To trade the Forex Market successfully a good trader needs to really master sentiment analysis and concentrate on how expectations are driving the market. Since other traders are in the same situation, only a few factors genuinely end up affecting exchange rates. This process can easily gain momentum of its own, with no one daring to buck the trend. Re-appraisal only occurs when an exchange rate is quite clearly outside the acceptable band for the central bank.

As the USD is the currency that is used for the majority of international trade and is held in reserves by most central banks, expectations around the USD is the most important place to start your analysis from. While many moves in the market can be explained by trade differentials, interest rate differentials, commodity prices, geo-politics, etc, the majority of moves are based on expectations around US interest rate policy, future economic growth and US participation in global politics. To demonstrate this point, attempts to explain the large cyclical swings in the commodity currencies, such as the Aussie dollar on the basis of interest rate differentials or commodity prices is largely a waste of time. Evidence suggests the Aussie dollar movements are largely a by product of sentiment toward the USD. The USD cannot explain many of the short term moves, but it does explain 85% of long term moves.

As always the currency market evolves. Pre-World War II, the pound was the dominant currency for international trade. After the war finished Winston Churchill made a stupid mistake around setting the exchange rate policies, and the whole world moved over to the US Dollar as the preferred currency for international trade. The same thing is happening to the US dollar now. The dollar is chronically devalued at the moment and a number of central banks are moving a portion of their reserves into Euros and the demand for the Euro as the preferred currency for international trade is increasing. As a result the dollar is quite volatile. However, this does not mean that it is all down hill for the “mighty” dollar. The English pound is still a highly valued currency after all these years (certainly much higher than what the UK economy might imply it is worth). Rome wasn’t built in a day, and the fall of the Roman empire took centuries of mismanagement before the Barbarians came knocking at the gate. Just like the decline of Rome, it will take a very long time before the US dollar will be displaced by the Euro and even then it will hold its value for a long time to come.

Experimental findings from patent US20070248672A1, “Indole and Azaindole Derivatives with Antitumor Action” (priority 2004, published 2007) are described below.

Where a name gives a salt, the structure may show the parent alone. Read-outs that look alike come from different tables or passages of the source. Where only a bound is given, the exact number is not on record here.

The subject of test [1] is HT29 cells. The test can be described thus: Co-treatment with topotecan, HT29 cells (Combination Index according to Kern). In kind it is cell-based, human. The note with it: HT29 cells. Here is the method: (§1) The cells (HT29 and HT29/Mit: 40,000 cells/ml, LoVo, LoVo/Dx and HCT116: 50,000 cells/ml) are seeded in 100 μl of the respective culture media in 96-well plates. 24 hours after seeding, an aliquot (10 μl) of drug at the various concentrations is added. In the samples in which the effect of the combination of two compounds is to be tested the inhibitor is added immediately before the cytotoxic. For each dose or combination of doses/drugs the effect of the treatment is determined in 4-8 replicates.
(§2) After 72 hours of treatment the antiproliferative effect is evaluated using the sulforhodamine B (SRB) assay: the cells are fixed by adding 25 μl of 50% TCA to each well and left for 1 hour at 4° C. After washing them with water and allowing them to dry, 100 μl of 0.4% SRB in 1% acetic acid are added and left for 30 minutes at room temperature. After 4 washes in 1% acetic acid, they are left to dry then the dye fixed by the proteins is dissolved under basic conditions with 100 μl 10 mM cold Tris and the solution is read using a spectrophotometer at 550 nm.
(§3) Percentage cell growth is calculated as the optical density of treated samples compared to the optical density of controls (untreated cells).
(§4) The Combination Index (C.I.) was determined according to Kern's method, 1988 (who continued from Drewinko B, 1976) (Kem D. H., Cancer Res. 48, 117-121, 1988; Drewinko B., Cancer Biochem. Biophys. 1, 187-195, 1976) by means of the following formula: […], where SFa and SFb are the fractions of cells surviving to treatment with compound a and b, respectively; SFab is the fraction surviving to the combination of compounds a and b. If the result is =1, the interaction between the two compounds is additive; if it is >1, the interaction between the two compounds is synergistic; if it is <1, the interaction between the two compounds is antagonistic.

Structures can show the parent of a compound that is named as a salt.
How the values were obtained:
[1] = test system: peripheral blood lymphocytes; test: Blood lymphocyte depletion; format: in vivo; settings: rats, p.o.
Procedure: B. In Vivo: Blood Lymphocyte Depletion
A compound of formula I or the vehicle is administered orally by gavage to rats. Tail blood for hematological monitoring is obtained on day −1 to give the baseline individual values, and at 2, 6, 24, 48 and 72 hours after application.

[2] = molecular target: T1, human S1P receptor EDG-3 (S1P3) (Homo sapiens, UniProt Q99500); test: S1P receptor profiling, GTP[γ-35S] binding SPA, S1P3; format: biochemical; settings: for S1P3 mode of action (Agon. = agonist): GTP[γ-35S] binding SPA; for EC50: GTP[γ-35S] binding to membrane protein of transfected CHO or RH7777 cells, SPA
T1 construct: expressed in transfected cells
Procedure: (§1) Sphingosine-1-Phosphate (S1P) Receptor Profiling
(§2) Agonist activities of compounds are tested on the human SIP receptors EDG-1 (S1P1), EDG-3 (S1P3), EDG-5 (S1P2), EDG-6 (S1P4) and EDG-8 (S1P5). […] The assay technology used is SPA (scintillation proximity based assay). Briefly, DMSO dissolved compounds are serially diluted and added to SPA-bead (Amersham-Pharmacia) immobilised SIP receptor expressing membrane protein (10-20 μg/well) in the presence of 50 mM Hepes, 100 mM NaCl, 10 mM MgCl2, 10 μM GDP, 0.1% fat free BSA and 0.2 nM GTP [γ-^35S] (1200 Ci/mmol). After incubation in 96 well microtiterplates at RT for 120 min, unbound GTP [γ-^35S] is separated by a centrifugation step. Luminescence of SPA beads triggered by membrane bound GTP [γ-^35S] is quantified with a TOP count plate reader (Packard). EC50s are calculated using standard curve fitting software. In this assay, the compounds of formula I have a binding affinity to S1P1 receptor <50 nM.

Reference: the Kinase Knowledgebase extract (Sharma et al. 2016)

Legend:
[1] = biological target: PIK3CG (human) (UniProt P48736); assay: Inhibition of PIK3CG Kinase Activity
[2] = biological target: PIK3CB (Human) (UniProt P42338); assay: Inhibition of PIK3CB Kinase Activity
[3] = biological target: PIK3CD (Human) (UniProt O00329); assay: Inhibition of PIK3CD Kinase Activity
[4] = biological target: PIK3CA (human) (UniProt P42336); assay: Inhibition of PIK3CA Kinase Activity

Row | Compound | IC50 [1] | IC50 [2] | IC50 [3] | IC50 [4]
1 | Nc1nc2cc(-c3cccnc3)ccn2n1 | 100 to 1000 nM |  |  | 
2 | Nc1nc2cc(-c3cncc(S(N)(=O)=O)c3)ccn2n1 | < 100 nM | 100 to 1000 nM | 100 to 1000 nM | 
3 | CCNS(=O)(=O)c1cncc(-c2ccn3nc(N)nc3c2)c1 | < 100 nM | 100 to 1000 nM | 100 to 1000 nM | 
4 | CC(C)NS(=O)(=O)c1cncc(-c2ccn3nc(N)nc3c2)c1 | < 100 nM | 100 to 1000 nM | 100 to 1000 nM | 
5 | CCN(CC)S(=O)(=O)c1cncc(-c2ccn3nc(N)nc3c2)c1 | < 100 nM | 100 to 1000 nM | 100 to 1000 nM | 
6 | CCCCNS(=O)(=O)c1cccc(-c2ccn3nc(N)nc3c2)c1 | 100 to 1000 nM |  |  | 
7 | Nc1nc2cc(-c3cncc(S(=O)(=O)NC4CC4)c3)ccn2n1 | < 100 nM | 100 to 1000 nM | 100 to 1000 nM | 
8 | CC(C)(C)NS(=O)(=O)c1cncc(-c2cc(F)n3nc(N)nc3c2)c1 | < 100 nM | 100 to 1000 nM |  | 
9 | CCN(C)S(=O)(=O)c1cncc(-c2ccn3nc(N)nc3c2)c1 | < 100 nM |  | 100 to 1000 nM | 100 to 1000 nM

A good US economy equals a rise in the Eur, Aud, Cad, Nzd and a decline in the Usd dollar, and yen

A bad or uncertain future will drive the Eur, Aud, Cad, Nzd down and the Usd, Swiss franc and yen will rise.

risk currencies include Euro, Cad, Aud, Nzd

risk aversion, reserve currencies "safe havens" include US Dollar, Yen, And the Swiss Franc

The Pound is somewhere in between...I havn't quite figured them out.

What do you mean "or a hull 10 period"

Joe, I assume the Yellow line is a 5sma, so the Blue line is price?
Thanks for your postings. Always good stuff!
yes blue line is price.